To put it differently, these individuals permit their overweening choices to act without a proper objective reflection. Thus, people believe they know more than what is required, which causes individuals to have an overindulgence of faith in their own morality. Moreover, we resign these choices to our authoritative ego by causing our actions to reflect the ignorance we continue to employ through this overconfidence bias. In a word, one’s ignorance, in a world with information at the palm of your hands, is a choice.
For instance, there tends to be an overwhelming majority of voters who vote in favor of electing only their political party into office. Notably, leaving the small minority of 3.5% of American voters electing leaders opposite to one’s own party affiliation. In addition to these political decisions, these individuals allow for their overconfidence in knowing what is best for them — via their political party’s agenda — to invest their votes for the party’s egoism.
Cognitive Tools to Cleanse Your Biases Away
However painful it is to cleanse away our biases, this endeavor requires us to accept that we are all not perfect and acquire the polishing of our rough edges. After all, for us to make informed decisions, there must be a sense of empowering ourselves to be wholly transparent in our actions. Such as being able to, as Descartes would say, dump out all the apples of our supposed knowledge and skeptically analyze each ‘foundational’ belief one-by-one to determine which is truth.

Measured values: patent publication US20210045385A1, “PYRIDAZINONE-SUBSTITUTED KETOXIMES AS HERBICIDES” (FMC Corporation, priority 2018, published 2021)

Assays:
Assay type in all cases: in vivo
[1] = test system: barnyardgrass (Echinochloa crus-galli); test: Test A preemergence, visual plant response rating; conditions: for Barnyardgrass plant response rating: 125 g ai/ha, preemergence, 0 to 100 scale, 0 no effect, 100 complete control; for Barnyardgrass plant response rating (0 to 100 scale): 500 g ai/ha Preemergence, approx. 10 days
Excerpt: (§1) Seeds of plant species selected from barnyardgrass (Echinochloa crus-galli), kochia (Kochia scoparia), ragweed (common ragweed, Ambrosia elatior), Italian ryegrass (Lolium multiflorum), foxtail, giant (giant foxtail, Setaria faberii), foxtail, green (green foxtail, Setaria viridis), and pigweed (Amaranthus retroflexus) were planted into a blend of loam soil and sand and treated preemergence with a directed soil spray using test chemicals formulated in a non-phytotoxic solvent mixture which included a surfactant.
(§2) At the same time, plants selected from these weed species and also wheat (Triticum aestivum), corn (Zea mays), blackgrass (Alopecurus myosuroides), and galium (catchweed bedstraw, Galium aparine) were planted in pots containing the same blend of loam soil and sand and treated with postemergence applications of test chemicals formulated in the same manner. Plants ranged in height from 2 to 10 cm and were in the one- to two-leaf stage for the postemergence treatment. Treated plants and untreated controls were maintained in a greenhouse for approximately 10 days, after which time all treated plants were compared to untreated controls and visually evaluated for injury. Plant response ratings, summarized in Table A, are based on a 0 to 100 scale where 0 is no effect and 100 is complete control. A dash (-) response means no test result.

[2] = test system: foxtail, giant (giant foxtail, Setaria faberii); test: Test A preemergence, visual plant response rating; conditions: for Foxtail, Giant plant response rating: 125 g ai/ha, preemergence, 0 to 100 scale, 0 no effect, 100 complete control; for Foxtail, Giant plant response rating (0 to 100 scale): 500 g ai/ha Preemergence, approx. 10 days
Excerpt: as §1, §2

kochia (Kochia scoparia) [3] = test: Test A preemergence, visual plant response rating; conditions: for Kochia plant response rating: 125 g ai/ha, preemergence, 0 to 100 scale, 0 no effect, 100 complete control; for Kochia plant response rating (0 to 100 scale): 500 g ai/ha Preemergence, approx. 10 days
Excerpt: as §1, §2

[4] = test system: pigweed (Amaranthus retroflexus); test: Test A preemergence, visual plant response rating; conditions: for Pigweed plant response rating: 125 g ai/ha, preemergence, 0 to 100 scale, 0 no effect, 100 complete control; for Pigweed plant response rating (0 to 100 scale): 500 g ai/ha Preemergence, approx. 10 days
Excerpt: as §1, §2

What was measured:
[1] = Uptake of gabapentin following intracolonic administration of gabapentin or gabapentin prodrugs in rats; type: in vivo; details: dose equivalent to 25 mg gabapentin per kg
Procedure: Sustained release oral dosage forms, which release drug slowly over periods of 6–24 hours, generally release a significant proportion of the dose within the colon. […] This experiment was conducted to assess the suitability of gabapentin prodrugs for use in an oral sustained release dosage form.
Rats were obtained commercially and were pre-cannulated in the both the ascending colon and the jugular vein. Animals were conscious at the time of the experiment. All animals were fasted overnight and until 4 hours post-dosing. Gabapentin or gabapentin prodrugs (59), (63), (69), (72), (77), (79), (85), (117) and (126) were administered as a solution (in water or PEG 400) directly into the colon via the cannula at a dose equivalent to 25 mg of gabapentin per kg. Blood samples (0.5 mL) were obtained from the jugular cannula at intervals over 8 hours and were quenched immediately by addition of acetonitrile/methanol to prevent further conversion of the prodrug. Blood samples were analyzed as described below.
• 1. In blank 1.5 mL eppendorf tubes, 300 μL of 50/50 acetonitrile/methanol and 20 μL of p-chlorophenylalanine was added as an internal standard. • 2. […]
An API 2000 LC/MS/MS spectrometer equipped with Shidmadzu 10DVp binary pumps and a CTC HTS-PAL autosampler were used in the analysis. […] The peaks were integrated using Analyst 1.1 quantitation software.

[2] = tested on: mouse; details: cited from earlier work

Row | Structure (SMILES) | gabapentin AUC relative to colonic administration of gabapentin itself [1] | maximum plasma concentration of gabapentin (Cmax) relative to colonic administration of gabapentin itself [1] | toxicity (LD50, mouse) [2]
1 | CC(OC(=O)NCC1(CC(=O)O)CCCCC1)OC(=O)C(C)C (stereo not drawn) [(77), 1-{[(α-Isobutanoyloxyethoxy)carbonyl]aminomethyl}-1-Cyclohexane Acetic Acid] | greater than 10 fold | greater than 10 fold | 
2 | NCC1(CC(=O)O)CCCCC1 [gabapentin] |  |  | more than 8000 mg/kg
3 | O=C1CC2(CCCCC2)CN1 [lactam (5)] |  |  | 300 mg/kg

Here are a few mental tools to employ when making important decisions, whether these actions be moral or political. By allowing ourselves to be in this existential struggle with attempting to understand our efforts, I encourage readers to take into consideration these five steps to cleansing our cognitive biases to ensure an enlightened verdict.
- Being open-minded to alternative viewpoints and maintaining an impersonal attitude to counterevidence.
- Questioning one’s own core beliefs with a skeptical leaning on what is the actual truth.
- Ask oneself if one’s presented with all relevant facts.
- Considering alternative scenarios.
- Acknowledging that no one is exempt from acquiring cognitive biases.
If you happen to be more curious about cognitive biases, visit Project Implicit to learn more about these hidden biases we employ throughout our lives. Moreover, if you are up to the challenge, Project Implicit also provides the option to take an Implicit Association Test (IAT), which contains a range of topics that measure your quick heuristic associations between two groups.
VotingSmarter’s Christopher Gonzales contributed to this article.